HARARE (Reuters) – Zimbabwe’s economy is projected to contract by up to 6% this year due to a drought that hit farming output and electricity generation but is expected to rebound in 2020 on better agriculture prospects, a treasury document showed on Monday.
Hopes that Zimbabwe’s economy would quickly rebound under President Emmerson Mnangagwa, who took over after the late Robert Mugabe was deposed in a coup in November 2017, have faded fast as citizens grapple with soaring inflation which has eroded earnings and savings.
The national treasury said in a pre-budget planning document that Zimbabwe’s economic problems were being compounded by shortages of foreign currency, fuel and electricity.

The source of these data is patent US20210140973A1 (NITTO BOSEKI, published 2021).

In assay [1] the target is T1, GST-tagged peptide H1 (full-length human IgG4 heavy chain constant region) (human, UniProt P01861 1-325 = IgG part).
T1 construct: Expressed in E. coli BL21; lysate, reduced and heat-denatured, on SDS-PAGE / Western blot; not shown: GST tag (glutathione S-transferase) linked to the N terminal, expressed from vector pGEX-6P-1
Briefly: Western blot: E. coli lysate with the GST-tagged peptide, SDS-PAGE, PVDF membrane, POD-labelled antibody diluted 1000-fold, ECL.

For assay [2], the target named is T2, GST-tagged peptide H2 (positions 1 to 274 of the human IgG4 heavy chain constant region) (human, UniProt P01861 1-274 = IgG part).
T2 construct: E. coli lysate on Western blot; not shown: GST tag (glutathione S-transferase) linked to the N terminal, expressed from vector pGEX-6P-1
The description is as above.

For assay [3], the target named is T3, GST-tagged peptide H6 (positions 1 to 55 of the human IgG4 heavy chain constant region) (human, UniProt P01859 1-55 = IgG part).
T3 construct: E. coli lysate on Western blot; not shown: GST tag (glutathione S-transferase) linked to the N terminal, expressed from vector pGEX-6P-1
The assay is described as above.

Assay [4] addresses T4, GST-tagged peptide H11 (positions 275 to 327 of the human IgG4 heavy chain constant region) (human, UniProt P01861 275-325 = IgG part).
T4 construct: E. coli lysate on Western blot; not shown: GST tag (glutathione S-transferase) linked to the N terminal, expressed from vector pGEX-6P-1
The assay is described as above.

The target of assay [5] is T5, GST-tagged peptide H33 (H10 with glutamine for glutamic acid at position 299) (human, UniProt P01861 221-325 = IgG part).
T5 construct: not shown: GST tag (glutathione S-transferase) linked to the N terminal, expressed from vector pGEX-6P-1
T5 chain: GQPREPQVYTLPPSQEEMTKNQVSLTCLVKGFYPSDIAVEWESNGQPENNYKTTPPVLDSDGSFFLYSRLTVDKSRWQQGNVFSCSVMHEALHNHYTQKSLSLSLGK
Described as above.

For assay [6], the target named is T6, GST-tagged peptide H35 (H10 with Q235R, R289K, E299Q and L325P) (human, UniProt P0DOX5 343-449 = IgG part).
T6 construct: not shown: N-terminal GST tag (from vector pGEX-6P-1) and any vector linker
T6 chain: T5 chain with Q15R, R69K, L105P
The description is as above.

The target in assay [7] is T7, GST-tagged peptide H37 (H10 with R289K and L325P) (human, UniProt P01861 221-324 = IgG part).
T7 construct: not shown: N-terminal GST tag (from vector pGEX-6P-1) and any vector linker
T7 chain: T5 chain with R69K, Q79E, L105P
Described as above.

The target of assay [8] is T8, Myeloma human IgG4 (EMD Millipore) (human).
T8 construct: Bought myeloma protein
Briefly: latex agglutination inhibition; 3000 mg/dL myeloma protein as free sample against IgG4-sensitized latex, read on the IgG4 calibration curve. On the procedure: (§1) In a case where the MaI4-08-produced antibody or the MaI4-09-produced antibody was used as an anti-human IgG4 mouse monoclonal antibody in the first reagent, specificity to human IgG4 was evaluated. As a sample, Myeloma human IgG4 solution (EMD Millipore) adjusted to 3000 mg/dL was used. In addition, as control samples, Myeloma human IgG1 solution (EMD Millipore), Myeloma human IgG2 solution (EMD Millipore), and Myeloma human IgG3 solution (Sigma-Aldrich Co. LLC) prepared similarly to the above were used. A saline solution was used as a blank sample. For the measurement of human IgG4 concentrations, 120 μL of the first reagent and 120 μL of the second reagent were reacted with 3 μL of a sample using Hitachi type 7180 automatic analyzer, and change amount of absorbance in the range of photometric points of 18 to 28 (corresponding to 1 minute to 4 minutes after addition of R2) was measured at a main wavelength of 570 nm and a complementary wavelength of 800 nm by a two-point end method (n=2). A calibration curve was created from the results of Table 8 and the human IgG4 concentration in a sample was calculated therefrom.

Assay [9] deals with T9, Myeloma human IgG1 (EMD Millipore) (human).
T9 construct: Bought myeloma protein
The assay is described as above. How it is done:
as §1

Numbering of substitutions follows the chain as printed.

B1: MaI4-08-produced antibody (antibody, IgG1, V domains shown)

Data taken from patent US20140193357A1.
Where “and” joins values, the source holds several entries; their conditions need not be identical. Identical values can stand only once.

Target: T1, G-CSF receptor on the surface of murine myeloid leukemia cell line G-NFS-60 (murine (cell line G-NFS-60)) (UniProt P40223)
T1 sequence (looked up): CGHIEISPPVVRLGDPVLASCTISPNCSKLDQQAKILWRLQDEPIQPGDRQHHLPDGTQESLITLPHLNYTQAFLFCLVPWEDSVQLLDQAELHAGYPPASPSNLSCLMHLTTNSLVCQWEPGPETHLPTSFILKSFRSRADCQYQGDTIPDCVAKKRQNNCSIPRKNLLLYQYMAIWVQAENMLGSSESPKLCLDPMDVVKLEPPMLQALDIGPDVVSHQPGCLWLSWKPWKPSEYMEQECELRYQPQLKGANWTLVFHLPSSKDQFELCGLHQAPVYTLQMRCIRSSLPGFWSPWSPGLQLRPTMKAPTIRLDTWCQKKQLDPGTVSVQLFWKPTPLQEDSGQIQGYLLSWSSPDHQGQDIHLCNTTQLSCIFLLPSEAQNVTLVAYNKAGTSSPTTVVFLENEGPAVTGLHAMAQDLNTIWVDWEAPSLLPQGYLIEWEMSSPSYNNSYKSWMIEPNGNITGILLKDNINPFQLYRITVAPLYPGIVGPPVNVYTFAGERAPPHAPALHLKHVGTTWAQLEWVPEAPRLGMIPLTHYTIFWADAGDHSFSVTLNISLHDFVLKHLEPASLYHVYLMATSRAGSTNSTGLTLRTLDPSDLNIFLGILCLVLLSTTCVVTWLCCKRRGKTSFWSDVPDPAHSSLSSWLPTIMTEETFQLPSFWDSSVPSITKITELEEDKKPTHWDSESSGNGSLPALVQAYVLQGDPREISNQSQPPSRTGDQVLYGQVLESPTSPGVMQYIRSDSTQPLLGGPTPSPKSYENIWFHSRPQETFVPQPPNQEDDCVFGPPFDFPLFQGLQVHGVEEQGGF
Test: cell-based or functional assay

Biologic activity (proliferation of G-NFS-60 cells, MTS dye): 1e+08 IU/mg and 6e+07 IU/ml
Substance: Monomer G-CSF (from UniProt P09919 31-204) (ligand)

“The economy is, therefore, projected to underperform by as much as -3% to -6% in 2019,” the document said, adding that the economy was expected to grow 4.6% next year.
Zimbabwe’s economy is grappling with its worst crisis in a decade, with triple-digit inflation, rolling power cuts and shortages of U.S. dollars, medicines and fuel which have revived memories of the 2008 hyperinflation under Mugabe.
The treasury said the month-on-month inflation rate was projected to fall to around 10% by December this year before easing to 2.3% at the end of 2020.
The government had kept spending in check, the treasury said, and is expecting a budget deficit of up to 4% of GDP this year.